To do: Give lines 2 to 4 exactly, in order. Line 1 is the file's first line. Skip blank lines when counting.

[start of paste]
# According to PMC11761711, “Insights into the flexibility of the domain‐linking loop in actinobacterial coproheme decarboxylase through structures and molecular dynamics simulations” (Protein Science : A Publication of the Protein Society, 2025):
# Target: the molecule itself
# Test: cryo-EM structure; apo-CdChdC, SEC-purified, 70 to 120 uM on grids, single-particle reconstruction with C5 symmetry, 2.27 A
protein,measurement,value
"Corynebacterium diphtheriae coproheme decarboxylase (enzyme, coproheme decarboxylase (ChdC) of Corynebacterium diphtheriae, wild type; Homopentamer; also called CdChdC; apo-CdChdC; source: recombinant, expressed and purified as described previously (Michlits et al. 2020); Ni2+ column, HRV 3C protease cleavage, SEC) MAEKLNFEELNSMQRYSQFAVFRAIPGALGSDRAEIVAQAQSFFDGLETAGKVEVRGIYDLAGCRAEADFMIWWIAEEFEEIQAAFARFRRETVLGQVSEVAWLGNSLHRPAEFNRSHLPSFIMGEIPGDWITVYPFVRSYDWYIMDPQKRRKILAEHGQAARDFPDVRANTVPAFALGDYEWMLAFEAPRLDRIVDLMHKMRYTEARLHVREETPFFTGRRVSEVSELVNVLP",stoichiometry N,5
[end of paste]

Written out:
# Target: the molecule itself
# Test: cryo-EM structure; apo-CdChdC, SEC-purified, 70 to 120 uM on grids, single-particle reconstruction with C5 symmetry, 2.27 A
protein,measurement,value